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jwb

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About jwb

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    Footballguy
  • Birthday 07/07/1966

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    NY

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    New York Jets

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  1. That is the right strategy - encourage counting until someone proves too good at it. I've known plenty of people who felt they could beat the house. None of them ever did - I'd hear "yea, I was up a few thousand... should have stopped" and I'd smile and think "and that's exactly how it's supposed to work".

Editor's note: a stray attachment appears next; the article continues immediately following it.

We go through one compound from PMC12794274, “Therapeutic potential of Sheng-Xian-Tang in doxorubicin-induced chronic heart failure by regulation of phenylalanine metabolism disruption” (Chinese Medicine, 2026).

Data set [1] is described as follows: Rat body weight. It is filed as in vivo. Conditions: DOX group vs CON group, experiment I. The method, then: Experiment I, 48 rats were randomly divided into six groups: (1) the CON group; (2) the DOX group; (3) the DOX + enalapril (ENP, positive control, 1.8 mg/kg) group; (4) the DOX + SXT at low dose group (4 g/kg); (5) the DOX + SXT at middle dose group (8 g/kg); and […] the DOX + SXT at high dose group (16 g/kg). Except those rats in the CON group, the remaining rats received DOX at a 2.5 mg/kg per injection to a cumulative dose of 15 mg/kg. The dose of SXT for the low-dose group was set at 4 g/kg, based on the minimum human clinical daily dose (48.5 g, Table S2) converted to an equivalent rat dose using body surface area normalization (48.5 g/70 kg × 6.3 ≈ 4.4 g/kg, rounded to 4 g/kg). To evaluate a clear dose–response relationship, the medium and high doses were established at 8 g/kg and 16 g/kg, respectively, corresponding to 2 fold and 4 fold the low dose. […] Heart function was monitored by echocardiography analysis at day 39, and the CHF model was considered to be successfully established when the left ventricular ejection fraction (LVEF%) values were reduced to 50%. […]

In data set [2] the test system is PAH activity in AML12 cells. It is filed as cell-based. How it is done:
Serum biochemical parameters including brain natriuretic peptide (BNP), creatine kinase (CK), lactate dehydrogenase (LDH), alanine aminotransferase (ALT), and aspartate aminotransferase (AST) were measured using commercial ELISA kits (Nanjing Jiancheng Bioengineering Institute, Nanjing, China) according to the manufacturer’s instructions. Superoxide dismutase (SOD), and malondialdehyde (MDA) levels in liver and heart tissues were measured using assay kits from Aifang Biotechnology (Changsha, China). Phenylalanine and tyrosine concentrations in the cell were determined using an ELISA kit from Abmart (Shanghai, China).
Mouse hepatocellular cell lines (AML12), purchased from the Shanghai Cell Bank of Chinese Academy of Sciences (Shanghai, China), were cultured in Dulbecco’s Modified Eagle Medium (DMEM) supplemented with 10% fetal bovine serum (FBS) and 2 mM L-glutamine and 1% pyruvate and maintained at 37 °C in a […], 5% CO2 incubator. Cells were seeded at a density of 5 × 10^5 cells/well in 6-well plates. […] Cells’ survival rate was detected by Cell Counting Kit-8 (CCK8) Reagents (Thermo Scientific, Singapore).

2. From 2001 to about 2012, I purchased DVD's seemingly every week. I must have 1,500-2,000. Seeing how lousy and limited streaming really is, I'm happy I have them.
  3. I have a pair of Martin Logan Motion 40's with a ribbon tweeter. Yea, they're good.
  4. I honestly don't know then - you have lots of options then. You'd get better advice on an audio forum. I would make an account at audiokarma.org and ask there. You'll get all kinds of good advice about your entire system.
  5. This one seems to get decent reviews, and is pretty well thought of.